1921
Volume 74, Issue 2
  • ISSN: 0002-9637
  • E-ISSN: 1476-1645

Abstract

Cryptosporidiosis is a rapidly emerging disease in the tropics. This is the first report of and other protozoan infections ( spp., and spp.) in wild primates that inhabit the natural forest of Sri Lanka. It is unclear if non-human primates serve as a reservoir for these parasites under certain conditions. A cross-sectional coprologic survey among 125 monkeys (89 toque macaques, 21 gray langurs, and 15 purple-faced langurs) indicated that was detected in all three primate species and was most common among monkeys using areas and water that had been heavily soiled by human feces and livestock. Most macaques (96%) shedding oocysts were co-infected with other protozoans and important anthropozoonotic gastrointestinal parasites (e.g., and ). The transmission of these parasites among primates in the wild may have important implications for public health as well as wildlife conservation management.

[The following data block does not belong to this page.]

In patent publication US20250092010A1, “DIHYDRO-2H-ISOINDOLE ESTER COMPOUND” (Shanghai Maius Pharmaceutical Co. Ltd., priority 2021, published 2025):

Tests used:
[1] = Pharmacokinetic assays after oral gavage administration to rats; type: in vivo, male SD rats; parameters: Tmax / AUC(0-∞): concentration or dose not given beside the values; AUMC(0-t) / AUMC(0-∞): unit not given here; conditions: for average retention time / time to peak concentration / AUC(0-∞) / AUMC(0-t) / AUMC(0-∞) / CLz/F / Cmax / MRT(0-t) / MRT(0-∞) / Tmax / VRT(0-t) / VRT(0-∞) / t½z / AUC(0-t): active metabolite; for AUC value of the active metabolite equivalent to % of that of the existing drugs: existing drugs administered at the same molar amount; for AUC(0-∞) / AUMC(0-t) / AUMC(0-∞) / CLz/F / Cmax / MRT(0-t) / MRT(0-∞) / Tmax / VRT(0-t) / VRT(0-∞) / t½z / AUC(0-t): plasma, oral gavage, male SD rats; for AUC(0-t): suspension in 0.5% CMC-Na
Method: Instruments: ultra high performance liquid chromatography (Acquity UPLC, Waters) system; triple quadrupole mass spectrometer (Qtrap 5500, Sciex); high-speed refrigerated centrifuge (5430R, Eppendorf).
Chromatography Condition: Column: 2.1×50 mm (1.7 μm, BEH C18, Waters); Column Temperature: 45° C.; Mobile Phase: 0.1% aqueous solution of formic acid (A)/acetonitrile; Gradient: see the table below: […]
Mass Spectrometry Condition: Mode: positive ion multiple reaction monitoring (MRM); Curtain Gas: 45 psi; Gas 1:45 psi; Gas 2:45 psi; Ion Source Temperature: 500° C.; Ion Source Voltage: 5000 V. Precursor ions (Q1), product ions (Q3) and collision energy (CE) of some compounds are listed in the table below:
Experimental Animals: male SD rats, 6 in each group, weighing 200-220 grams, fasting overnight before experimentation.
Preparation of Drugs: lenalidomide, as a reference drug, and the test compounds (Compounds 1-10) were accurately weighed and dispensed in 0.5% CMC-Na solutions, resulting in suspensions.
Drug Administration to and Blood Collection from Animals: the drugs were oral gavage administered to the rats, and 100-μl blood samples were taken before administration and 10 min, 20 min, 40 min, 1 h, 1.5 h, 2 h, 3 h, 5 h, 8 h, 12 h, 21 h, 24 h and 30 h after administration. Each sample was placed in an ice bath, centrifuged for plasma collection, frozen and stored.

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  • Received : 12 Jun 2005
  • Accepted : 28 Sep 2005

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